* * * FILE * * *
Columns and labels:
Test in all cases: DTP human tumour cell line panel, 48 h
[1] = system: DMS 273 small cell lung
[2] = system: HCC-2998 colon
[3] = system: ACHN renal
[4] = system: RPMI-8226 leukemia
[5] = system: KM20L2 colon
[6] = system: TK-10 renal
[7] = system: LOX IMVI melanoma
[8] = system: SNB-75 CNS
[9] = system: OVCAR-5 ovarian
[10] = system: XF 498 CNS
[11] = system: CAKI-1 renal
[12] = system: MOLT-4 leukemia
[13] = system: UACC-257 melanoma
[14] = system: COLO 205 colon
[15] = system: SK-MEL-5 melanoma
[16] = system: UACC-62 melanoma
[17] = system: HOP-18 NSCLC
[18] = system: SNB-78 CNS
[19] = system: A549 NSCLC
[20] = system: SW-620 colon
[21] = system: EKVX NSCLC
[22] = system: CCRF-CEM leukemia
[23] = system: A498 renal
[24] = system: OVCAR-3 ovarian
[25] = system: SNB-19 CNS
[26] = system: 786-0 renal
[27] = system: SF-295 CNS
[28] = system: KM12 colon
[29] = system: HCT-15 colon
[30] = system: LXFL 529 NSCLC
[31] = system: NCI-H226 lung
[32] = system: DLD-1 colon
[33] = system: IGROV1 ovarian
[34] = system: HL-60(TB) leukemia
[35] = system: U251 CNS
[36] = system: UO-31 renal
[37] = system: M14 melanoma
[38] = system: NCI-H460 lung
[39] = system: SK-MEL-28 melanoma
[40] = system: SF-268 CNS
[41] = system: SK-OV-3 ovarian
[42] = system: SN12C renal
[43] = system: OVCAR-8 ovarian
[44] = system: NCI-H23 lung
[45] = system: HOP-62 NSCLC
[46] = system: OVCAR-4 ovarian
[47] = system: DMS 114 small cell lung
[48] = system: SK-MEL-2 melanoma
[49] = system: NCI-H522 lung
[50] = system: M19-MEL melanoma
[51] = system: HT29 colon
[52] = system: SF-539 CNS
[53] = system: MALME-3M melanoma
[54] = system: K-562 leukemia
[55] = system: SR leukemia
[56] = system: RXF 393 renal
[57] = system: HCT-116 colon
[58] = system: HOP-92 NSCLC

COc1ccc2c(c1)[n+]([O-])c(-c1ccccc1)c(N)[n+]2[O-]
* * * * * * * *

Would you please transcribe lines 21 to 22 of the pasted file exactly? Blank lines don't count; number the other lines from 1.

[19] = system: A549 NSCLC
[20] = system: SW-620 colon